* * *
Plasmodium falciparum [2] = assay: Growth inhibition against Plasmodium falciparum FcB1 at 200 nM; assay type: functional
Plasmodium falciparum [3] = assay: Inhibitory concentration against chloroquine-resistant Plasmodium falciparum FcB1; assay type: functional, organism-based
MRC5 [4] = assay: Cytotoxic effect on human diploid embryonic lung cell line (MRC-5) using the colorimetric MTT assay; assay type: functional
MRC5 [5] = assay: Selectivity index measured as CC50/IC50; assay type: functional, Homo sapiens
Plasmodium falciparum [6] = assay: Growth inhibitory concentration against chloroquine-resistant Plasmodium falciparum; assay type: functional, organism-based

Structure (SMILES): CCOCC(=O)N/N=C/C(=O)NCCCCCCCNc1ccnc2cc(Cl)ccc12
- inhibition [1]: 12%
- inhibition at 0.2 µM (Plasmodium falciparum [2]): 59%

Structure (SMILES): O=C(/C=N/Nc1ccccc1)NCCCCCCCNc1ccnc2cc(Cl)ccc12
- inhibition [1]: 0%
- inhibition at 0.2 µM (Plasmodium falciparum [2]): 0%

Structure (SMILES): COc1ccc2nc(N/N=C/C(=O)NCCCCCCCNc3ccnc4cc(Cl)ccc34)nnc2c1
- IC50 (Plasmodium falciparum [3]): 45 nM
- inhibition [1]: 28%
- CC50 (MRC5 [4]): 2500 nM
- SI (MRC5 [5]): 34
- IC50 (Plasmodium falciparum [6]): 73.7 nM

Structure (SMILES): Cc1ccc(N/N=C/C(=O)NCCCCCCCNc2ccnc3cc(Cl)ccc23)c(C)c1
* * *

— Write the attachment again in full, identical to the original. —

Plasmodium falciparum [2] = assay: Growth inhibition against Plasmodium falciparum FcB1 at 200 nM; assay type: functional
Plasmodium falciparum [3] = assay: Inhibitory concentration against chloroquine-resistant Plasmodium falciparum FcB1; assay type: functional, organism-based
MRC5 [4] = assay: Cytotoxic effect on human diploid embryonic lung cell line (MRC-5) using the colorimetric MTT assay; assay type: functional
MRC5 [5] = assay: Selectivity index measured as CC50/IC50; assay type: functional, Homo sapiens
Plasmodium falciparum [6] = assay: Growth inhibitory concentration against chloroquine-resistant Plasmodium falciparum; assay type: functional, organism-based

Structure (SMILES): CCOCC(=O)N/N=C/C(=O)NCCCCCCCNc1ccnc2cc(Cl)ccc12
- inhibition [1]: 12%
- inhibition at 0.2 µM (Plasmodium falciparum [2]): 59%

Structure (SMILES): O=C(/C=N/Nc1ccccc1)NCCCCCCCNc1ccnc2cc(Cl)ccc12
- inhibition [1]: 0%
- inhibition at 0.2 µM (Plasmodium falciparum [2]): 0%

Structure (SMILES): COc1ccc2nc(N/N=C/C(=O)NCCCCCCCNc3ccnc4cc(Cl)ccc34)nnc2c1
- IC50 (Plasmodium falciparum [3]): 45 nM
- inhibition [1]: 28%
- CC50 (MRC5 [4]): 2500 nM
- SI (MRC5 [5]): 34
- IC50 (Plasmodium falciparum [6]): 73.7 nM

Structure (SMILES): Cc1ccc(N/N=C/C(=O)NCCCCCCCNc2ccnc3cc(Cl)ccc23)c(C)c1